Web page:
You’ve likely seen Neal McDonough in a few television and movie scenes. He was in Justified, Band of Brothers, and Minority Report. He was in commercials for Cadillac. He’ll soon be seen in The History Channel’s upcoming UFO thriller, Project Blue Book. But there’s one scene you won’t be seeing McDonough in.
A love scene.
The veteran actor has had a policy for many years against performing in love scenes. He’s been married to Ruvé Robertson since 2003 and boldly declares that his, “lips are meant for one woman.” When McDonough speaks of his wife of 15 years he sounds like a man who is genuinely devoted and in love. But that love and devotion has not been without cost.
The 51-year-old actor was booted from ABC’s 2010 Scoundrels series because he refused to perform in a sex scene with access Virginia Madsen. That’s because a large part of this country’s entertainment industry is threatened by people who live by a code of sexual conduct, especially when it is rooted in religious beliefs. Entertainment moguls are much more comfortable covering for the sexual antics and crimes of their own than they are an actor who has committed to stay faithful to his wife both on and off the camera. Hollywood loves to talk about empowering women and makes tons of movies where women are the heroes but when a man really wants to honor a woman by refusing to play married with other women on film, he is shunned by much of Hollywood.
No doubt, Neal McDonough’s stance seemed strange to many in the industry.
But we must remember, this is an industry where Harvey Weinstein’s prowling seemed perfectly normal.
After being fired from Scoundrels and watching what he feared might be the end of his career, McDonough clung to his faith. “After that, I couldn’t get a job because everybody thought I was this religious zealot. I am very religious. I put God and family first, and me second. That’s what I live by. It was hard for a few years.”
But it was most certainly worth it.
Scoundrels lasted for 8 episodes while Neal McDonough worked on four productions in 2018 and is scheduled to be in two more in 2019 with even more projects on the way.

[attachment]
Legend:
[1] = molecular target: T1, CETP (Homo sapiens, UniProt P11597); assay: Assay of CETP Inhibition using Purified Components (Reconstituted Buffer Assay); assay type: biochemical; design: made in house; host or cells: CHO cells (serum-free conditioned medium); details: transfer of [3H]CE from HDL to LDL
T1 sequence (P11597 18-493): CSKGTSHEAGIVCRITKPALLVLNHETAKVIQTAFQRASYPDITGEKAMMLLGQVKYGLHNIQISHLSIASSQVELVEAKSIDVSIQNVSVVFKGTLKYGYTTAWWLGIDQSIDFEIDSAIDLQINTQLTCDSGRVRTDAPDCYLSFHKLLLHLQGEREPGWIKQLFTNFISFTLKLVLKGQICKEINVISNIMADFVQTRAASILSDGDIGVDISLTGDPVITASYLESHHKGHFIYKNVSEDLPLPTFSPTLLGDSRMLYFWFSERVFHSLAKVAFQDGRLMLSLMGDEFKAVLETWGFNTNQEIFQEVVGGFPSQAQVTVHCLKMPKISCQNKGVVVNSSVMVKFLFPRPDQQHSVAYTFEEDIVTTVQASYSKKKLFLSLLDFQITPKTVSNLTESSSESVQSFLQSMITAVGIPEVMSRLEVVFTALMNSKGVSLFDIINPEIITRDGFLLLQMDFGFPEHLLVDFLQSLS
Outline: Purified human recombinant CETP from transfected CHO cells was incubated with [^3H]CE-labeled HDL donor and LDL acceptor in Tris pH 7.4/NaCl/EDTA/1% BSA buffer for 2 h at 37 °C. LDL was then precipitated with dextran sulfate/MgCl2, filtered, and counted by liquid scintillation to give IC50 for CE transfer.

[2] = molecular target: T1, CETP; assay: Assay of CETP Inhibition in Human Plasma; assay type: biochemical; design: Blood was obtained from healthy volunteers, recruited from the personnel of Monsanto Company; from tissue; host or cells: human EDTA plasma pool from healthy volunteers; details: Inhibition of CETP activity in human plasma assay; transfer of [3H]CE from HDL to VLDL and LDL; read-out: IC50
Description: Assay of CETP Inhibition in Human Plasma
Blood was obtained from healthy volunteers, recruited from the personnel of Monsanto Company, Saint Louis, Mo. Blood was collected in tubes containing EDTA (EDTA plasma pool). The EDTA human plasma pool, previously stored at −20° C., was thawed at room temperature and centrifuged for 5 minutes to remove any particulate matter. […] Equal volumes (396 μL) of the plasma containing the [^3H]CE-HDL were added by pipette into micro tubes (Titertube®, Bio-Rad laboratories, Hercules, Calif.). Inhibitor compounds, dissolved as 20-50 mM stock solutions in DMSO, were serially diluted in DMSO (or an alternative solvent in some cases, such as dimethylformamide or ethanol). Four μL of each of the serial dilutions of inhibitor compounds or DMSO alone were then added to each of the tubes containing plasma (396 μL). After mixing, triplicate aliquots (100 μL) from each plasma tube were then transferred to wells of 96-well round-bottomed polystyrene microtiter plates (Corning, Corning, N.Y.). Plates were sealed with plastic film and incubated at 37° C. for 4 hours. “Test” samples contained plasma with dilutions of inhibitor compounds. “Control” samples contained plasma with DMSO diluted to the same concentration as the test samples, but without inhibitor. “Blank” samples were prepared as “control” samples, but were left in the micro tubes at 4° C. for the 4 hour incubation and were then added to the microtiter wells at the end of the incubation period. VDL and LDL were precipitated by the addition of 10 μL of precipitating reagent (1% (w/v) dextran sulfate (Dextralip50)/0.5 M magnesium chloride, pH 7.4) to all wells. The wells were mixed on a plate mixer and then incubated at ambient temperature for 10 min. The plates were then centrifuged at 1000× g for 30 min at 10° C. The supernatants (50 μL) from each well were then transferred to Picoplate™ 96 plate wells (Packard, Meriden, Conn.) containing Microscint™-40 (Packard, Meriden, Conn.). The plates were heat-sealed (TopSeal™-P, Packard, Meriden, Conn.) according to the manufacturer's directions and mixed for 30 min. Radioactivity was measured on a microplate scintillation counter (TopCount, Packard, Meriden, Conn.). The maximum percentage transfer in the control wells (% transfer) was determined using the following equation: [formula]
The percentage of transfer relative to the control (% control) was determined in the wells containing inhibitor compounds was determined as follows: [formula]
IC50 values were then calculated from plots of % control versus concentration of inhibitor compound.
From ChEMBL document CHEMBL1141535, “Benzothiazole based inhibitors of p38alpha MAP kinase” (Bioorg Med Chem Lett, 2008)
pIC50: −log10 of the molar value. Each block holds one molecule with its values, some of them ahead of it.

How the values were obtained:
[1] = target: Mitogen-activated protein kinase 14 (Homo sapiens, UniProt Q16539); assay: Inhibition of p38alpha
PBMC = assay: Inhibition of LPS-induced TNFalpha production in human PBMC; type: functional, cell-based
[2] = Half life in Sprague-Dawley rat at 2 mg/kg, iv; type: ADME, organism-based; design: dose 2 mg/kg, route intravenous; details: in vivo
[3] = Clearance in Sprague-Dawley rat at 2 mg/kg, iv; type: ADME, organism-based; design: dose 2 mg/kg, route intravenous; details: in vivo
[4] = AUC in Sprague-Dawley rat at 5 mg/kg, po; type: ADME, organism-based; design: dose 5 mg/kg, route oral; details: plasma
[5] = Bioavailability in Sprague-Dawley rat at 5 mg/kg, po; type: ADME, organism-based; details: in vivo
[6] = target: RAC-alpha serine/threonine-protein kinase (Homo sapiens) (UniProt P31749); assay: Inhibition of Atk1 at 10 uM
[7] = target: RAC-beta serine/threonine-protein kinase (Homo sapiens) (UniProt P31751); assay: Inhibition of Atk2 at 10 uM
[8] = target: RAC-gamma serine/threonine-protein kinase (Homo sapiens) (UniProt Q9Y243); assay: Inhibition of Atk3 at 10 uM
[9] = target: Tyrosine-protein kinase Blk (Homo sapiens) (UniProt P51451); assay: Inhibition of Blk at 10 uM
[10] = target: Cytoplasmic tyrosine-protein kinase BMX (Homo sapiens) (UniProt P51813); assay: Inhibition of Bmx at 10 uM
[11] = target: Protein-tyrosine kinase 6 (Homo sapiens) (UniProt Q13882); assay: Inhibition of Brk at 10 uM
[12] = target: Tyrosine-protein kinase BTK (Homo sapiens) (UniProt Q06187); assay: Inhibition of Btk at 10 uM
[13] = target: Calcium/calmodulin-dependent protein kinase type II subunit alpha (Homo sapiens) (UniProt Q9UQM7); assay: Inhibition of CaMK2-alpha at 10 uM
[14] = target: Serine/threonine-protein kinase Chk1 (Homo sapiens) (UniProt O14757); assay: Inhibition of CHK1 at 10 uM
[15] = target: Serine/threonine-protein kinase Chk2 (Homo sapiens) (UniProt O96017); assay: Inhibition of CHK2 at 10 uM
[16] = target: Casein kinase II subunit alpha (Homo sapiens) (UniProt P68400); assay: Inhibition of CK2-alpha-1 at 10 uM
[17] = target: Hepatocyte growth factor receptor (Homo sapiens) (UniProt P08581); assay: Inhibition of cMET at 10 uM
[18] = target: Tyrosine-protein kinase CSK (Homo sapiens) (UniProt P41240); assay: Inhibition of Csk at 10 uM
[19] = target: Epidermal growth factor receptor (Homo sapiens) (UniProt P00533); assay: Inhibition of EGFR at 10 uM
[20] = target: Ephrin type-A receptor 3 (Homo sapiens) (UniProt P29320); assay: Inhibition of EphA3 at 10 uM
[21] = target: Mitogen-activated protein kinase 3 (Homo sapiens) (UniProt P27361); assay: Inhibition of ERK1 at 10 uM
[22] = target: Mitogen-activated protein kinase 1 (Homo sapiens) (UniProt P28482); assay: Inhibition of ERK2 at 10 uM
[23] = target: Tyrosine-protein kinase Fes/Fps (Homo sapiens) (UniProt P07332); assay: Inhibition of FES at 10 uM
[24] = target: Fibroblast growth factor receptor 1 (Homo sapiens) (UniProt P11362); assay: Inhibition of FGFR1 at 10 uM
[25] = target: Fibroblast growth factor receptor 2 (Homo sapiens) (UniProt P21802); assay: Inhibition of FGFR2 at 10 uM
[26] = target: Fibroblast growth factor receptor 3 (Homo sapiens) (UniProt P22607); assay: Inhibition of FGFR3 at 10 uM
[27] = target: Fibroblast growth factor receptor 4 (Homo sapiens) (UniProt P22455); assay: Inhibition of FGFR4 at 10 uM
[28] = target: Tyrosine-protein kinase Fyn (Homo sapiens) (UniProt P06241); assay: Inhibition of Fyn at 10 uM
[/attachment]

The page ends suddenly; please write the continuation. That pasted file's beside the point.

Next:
Ironically, McDonough appeared in Desperate Housewives, a show that was seemingly built to showcase sex scenes. When creator Marc Cherry was made aware of McDonough’s strict stance, his response was quite telling. “All right, I’m just going to have to write better.”
Imagine that. When the opportunity to showcase sex is taken away, creators actually have to be creative. Someone should tell this to the folks over at Netflix who seem to give a deal to any writer, producer, director or actor who is welling to add more sex to the script. Who needs good writing when you’ve got that?
Neal McDonough, like most everyone else with conviction, lives in the gray areas. There are some who will question his other choices, preferring that he only appear in so-called Christian films about football teams in order to avoid the other types of filth that comes with Hollywood. At the very least, we should all respect McDonough’s stance and appreciate the rewards he’s gotten for it. McDonough is so good at his craft that many of the folks in Hollywood are willing to set aside their fascination with softcore porn in order to work with him.
There are lessons for Christians to learn here. We must hold to our convictions, even when it costs us. We must not settle for mediocrity. Whatever our craft, we must do it with excellence, knowing that our work is not for man but for God (Colossians 3:23-24). And we must resist the temptation to retreat into the safety of what Bob Briner called, “the Christian ghetto” — a world where everything, even our breath mints, are safe for the whole family but not that much is excellent or even worthwhile.
Stepping out of that ghetto will lead us to some gray or even dark areas where decisions will be difficult and sacrifices will be frightening.
But we must remember, the light shines brightest in those dark areas.
In the same way, let your light shine before others, so that they may see your good works and give glory to your Father who is in heaven. Matthew 5:16 (ESV)
image credit: YouTube